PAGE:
3D IC with TSV: Status and developments
E. Jan Vardaman,
TechSearch International, Inc.
While the drivers for 3D ICs remain performance and form factor, the time line for its adoption keeps shifting out into the future. Several technical challenges and infrastructure issues such are delaying high volume manufacturing of TSV technology for 3D ICs. Until these issues can be resolved, alternative packages will continue to be used.
On the technical side while there has been a lot of progress in via formation and filling, there are still some process steps that impact yield and have low throughput such as the debonding step during wafer thinning. The problem is combo material and equipment problem. New materials are being introduced and show promise, but engineering requires time. Stacking memory would seem to be the first step, but has proved to be challenging. 3D IC solutions without a debond step have been introduced by Tezzaron using its architecture and a novel process to stack memory was introduced by Elpida before it went in bankruptcy.
Many companies show a silicon interposer or 2.5D solution on their packaging roadmaps where a logic device is mounted next to a stack of memory and the through silicon vias are in the substrate. The problem is that this assumes stacked memory with TSV is commercially available at a cost/performance ratio that matches the requirements. With the stacked memory unavailable this pushes out the adoption of even 2.5D. Some companies also indicate that the cost of the silicon interposer is too high and they would like to consider a glass interposer or even a high-density organic substrate. At this time, glass interposers with TSVs are not commercially available and organic substrates with fine features are still in development.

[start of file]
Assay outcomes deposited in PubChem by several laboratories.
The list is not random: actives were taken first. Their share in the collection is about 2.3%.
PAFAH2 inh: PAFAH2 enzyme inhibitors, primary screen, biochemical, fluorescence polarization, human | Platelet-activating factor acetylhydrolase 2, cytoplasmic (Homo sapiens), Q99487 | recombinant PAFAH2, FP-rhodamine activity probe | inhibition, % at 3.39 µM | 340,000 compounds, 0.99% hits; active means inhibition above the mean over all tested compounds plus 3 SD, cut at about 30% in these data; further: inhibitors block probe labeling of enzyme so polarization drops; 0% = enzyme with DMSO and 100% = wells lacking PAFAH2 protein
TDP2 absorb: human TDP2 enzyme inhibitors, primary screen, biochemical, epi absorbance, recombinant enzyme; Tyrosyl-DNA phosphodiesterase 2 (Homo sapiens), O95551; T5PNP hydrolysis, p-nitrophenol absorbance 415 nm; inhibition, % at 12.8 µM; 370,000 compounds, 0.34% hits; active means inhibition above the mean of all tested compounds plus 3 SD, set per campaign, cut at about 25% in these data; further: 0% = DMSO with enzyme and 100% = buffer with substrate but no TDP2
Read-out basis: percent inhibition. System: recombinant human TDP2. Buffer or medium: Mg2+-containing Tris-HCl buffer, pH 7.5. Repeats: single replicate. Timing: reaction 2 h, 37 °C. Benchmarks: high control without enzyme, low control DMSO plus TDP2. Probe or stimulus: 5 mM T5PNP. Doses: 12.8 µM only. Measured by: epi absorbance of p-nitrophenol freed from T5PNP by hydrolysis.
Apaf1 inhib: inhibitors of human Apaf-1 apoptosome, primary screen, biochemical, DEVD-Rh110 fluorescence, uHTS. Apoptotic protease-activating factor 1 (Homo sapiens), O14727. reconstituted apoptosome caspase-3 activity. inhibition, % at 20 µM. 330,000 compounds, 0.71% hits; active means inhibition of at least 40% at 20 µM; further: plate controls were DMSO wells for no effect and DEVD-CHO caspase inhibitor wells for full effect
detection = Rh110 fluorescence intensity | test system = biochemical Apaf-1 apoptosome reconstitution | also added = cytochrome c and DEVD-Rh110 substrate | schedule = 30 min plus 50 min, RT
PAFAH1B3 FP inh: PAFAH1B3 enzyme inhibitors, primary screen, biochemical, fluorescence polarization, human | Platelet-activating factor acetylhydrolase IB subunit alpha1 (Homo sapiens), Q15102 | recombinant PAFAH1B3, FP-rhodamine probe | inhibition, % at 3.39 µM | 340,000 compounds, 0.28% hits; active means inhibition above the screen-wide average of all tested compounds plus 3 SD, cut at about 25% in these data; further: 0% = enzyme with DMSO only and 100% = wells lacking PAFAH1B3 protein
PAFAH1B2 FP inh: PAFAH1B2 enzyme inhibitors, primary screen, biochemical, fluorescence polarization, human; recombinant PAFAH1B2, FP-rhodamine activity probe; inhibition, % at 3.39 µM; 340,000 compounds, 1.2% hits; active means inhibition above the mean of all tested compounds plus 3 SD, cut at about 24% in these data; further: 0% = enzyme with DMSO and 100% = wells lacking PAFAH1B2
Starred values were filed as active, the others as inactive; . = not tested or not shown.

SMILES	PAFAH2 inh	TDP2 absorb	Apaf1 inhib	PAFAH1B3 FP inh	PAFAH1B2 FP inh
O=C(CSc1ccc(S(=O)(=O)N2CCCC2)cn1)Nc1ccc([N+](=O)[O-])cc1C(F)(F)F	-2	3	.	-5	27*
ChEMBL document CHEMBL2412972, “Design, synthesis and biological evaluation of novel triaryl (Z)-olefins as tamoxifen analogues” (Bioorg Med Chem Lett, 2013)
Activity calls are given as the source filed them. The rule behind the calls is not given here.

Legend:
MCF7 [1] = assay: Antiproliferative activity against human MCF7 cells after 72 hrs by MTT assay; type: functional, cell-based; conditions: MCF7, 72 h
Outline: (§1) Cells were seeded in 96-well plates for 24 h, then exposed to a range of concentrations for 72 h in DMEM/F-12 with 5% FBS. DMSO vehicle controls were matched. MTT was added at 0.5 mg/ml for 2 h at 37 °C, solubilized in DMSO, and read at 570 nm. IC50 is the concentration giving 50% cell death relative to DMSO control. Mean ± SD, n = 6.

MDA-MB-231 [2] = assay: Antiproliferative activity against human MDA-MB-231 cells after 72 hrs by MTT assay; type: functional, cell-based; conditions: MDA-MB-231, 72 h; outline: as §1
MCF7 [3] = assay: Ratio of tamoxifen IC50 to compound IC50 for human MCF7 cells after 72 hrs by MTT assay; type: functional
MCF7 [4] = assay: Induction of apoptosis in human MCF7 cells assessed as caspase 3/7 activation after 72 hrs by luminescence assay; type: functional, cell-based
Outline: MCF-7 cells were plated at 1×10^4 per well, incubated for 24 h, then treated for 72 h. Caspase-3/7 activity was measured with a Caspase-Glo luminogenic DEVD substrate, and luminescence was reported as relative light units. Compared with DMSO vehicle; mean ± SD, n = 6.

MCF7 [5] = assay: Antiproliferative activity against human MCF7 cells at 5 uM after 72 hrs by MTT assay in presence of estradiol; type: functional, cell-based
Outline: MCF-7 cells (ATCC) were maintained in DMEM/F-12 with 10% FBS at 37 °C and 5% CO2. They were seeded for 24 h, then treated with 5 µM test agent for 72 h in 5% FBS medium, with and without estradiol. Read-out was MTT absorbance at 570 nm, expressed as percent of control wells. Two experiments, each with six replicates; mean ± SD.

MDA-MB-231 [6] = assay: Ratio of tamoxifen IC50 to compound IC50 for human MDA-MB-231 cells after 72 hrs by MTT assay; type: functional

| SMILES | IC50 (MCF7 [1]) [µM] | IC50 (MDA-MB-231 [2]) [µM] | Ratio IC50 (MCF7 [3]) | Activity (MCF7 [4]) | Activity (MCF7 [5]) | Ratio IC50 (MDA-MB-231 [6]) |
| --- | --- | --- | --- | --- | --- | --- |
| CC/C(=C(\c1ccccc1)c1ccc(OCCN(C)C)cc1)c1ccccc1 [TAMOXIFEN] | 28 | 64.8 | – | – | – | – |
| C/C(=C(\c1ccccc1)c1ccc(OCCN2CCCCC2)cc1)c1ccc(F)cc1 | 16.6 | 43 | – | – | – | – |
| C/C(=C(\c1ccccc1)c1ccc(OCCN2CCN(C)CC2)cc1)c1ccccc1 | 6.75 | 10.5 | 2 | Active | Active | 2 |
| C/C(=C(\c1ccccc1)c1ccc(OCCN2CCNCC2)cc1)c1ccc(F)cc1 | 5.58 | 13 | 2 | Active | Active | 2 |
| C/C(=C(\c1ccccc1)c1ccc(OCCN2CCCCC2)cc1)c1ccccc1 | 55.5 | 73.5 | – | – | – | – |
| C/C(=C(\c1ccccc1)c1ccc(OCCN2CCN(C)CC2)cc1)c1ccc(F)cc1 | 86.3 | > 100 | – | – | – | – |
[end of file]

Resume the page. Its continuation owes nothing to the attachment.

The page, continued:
|Effect of Interposers on 3D IC Forecast|
For stacks of memory and logic the industry still needs thermally aware design tools and even new thermal solutions for stacks that contain logic and memory. Where there has been progress on test methodology development, additional work is still needed. Commercialization of EDA tools will benefit the industry greatly.
Once the 3D IC technical challenges are resolved and the technology becomes cost-effective, business challenges will remain until the industry settles on a model. According to ASE, the industry will use multiple models depending on the customer and the foundry.
Many approaches to 3D packages exist, including stacked die with wire bond or wire bond/flip chip, stacked packages, package-on-package (PoP), and chip-on-chip (CoC). Companies plan to continue the use of today's 3D packages with evolutionary improvements and adopt a 2.5D or interposer solution until 3D IC challenges can be met. It is important to remember that new package technology introduction takes time and the process and infrastructure have to be well developed: Xilinx spent 6 years to develop its now famous FPGA partitioned die on silicon interposer with TSV solution.
Solid State Technology | Volume 56 | Issue 2 | February | 2013